In My View: Countering the doublespeak that is the International Wildlife Conservation Council

In My View: Countering the doublespeak that is the International Wildlife Conservation Council

 

 

 

 

 

 

 

 

 

 

by Priscilla Feral, President of FoA

Newspeak, the official language of George Orwell’s Oceania in his dystopian novel “1984” was supposed to be adopted in full by 2050 by the fictional nation as an effort to obfuscate the true meaning of government policies and practices. Known commonly as doublespeak, the fictional Orwellian language of Oceania’s corrupt and menacing regime is here now, front and center and one of its appellations is the Department of Interior’s newly established International Wildlife Conservation Council.

That’s because the name of the council connotes a message of wildlife protection but its directive promotes the opposite, allowing the dwindling hunting population to more easily sport-hunt Africa’s most treasured wildlife, such as elephants, lions, rhinos. DOI director Ryan Zinke tasked the council with advising the agency on the benefits of international hunting, removing barriers to the importation of trophy hunted animals, reverse suspensions and bans on trade of wildlife, reduce seizure and forfeitures and also review foreign animals listed on the U.S. Endangered Species Act.

In other words, the committee’s goal is to fling open the doors to hunting in the name of conservation at a time when the hunting population is actually diminishing and the numbers of Americans interested in observing wildlife is soaring. According to its own data, the U.S. Fish & Wildlife Service’s 2016 Survey, there’s a 16 percent decline in the number of hunters. Only 5 percent of U.S. residents now hunt, yet wildlife-watchers continue to increase to more than 85 million. These wildlife-watchers include bird watchers and outdoor photographers and they represent at least 35 percent of U.S. residents whose interests center on observing and preserving wildlife.

Yet, none of that seems to matter to Zinke. He has already shown how eager he is to lift any obstacles to Americans interested in shooting Africa’s most majestic species when his Fish and Wildlife Service lifted the ban on the importation of trophy hunted lions and elephant parts from Zimbabwe and Zambia.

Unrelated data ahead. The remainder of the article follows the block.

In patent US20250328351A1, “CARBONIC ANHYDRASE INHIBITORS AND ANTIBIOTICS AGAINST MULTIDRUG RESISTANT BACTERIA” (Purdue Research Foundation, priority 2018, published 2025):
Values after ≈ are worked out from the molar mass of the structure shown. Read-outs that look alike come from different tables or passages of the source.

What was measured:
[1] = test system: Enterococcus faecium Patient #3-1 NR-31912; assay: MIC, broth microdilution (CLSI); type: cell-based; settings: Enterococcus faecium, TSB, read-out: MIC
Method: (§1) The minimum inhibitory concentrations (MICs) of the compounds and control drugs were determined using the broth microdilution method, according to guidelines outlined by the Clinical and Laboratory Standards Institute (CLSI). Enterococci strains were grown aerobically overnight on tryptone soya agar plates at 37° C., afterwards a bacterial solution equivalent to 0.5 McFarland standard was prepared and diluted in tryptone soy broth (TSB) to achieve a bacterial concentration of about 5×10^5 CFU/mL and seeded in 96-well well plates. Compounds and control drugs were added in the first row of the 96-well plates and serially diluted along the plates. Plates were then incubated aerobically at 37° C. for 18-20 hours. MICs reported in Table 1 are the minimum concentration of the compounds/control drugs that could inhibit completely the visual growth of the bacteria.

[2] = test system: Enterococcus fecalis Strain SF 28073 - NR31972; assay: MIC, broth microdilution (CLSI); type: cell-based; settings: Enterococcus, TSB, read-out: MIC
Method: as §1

Now’s he’s busy stuffing his new committee with hunters and shooting industry interests despite the fact that the 1972 Federal Advisory Committee Act requires that federally-appointed advisory panels be comprised of a balanced and objective array of members.

Trophy hunters like to pride themselves on the notion that they are “conservationists,” and that the money they spend on these expensive hunting trips to Africa will help protect the animals they kill. But the end result is the same. Hunters may support anti-poaching efforts but for purely selfish reasons – to preserve elephants, lions and tigers so they can shoot them and hang their heads on their wall. It’s all about killing for either financial or personal reward and none of it helps conservation.

In truth, legal sport-hunting actually reduces the overall chance that these species can continue to survive in the wild. Legalized hunting falsely suggests that funds are being used to ensure the protection of wild populations and that the variety of species are recovering. At the same time, it reinforces the belief that exotic animal trophies should be highly desired. In fact, studies show that increased opportunities to legally kill these animals directly correlates to increased demand for those species and, thus, illegal poaching.

Just look at the numbers. The African elephant population has plummeted by 30 percent in seven years, with just 350,000 left in the world where once there were millions And lions? That population has dwindled by 42 percent, with just about 20,000 still roaming this earth.

While some members of the wildlife advocacy community fear that joining Zinke’s new committee would do little good, we welcome the chance to represent a voice of reason, science and compassion. After all, we have decades of experience in promoting true wildlife conservation efforts in Africa, including funding and supplying anti-poaching efforts to a dozen countries including in Senegal, Kenya, Ghana, Gambia. Thus, we are nominating ourselves ex post facto for a seat on the 18- member panel to add the required balance and refute the doublespeak of “conservationist hunters.”

Priscilla Feral, president of Friends of Animals, has presided over the international, non-profit animal advocacy organization since 1987. She has also served as president of the San Antonio-based sanctuary Primarily Primates and is a food activist and author of three vegan cookbooks.